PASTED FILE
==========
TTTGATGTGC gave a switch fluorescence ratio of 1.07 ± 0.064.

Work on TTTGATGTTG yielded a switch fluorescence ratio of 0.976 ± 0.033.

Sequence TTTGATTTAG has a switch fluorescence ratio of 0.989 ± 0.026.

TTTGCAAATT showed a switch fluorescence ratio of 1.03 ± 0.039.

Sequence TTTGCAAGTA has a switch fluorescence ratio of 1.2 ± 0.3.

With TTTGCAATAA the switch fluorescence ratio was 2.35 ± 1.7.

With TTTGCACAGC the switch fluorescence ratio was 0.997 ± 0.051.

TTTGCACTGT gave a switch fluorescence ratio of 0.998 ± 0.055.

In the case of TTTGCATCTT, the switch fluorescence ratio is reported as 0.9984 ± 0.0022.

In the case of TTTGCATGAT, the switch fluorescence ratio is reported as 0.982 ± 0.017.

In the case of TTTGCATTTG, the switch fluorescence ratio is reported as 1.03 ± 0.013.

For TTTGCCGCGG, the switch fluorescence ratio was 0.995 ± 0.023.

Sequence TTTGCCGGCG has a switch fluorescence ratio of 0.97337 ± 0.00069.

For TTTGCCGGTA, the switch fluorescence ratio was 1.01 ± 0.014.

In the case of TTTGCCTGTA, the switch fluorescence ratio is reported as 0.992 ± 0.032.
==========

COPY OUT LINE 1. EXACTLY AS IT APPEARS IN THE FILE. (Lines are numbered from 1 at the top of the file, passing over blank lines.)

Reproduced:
TTTGATGTGC gave a switch fluorescence ratio of 1.07 ± 0.064.